Is it time TB vaccines were improved?

Is it time TB vaccines were improved?
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A new study commissioned by the World Health Organization (WHO) has predicted high health and economic returns from investment in new TB vaccines.

According to the study, if the production of all TB vaccines met WHO’s preferred product characteristics, TB incidence and mortality would be significantly reduced, antimicrobial stewardship and health equity would be improved, and economic growth would be stimulated. TB vaccines for adolescents and adults are projected to have more significant immediate impacts than one for infants.

The study has been featured in the report An investment case for new tuberculosis TB vaccines.

TB vaccines are outdated

TB is one of the world’s most deadly infectious diseases. In 2021, 1.6 million people died from the disease and 10.6 million people became seriously ill. No new TB vaccine has been licensed since Bacille Calmette–Guérin (BCG) was created over 100 years ago, despite being categorised as an urgent global health challenge.

There are currently at least 16 vaccine candidates in clinical development. However, the full development of these candidates and the creation of more new candidates has been challenging due to inadequate funding.

“Investments in safe and effective TB vaccines can protect millions of people from falling ill and dying from TB – a preventable and curable disease, as well as help, combat the antimicrobial resistance crisis”, said Dr Tereza Kasaeva, Director of WHO’s Global TB Programme.

“There are clear economic benefits as well, with the report highlighting that TB vaccines are highly cost-effective in countries with a high TB burden and can be cost-saving. For every US$ 1 invested in the full set of interventions for the adolescent and adult vaccine scenario, we expect US$ 7 in health and economic benefits to be returned to the economy over 25 years,” continued Dr Kasaeva.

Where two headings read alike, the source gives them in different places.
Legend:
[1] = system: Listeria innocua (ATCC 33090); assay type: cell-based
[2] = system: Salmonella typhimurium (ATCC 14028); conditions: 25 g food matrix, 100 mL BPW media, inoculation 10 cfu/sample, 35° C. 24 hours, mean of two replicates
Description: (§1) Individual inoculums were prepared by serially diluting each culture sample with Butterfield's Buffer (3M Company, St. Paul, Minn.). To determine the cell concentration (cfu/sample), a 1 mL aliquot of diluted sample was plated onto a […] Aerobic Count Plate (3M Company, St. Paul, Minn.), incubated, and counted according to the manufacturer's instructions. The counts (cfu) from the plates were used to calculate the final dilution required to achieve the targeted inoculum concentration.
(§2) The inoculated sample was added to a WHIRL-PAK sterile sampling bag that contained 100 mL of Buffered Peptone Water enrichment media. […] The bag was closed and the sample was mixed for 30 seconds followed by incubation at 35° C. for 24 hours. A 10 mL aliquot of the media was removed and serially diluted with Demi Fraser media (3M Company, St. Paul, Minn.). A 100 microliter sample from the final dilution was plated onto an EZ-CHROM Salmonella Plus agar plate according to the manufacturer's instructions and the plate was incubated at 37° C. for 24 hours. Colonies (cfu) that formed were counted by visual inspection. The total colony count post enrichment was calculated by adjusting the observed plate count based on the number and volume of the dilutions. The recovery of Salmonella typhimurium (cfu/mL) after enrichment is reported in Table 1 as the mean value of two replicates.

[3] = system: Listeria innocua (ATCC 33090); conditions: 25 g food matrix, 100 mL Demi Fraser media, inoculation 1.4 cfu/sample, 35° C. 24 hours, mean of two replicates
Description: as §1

The benefits of an improved vaccine

The report presents evidence showing how a more effective vaccine could deliver a higher impact. A TB vaccine for adolescents and adults that provides 50% effective protection against the disease could prevent 37.2-76 million people from falling ill. According to the researchers, this protection would help avoid 4.6–8.5 million deaths between 2025 and 2050.

Comparatively, a vaccine that is 75% effective could stop an estimated 54-110 million people from becoming ill with TB and 6.7–12.3 million TB-related deaths over the same period.

Improved vaccine efficacy would have several economic benefits as well. A 50% effective vaccine could save US$ 36.6–41.5 billion in TB-related household expenditure. This would avert two-thirds of costs incurred by people in the lowest wealth quintile. The improved vaccine could lead to gains in gross domestic product of US$ 1.6 trillion between 2025 and 2080.

The report concludes that urgent and increased investment in the research and development of new vaccines, alongside the rapid introduction and scaling up of use, once available, will deliver maximum public health and economic benefits.


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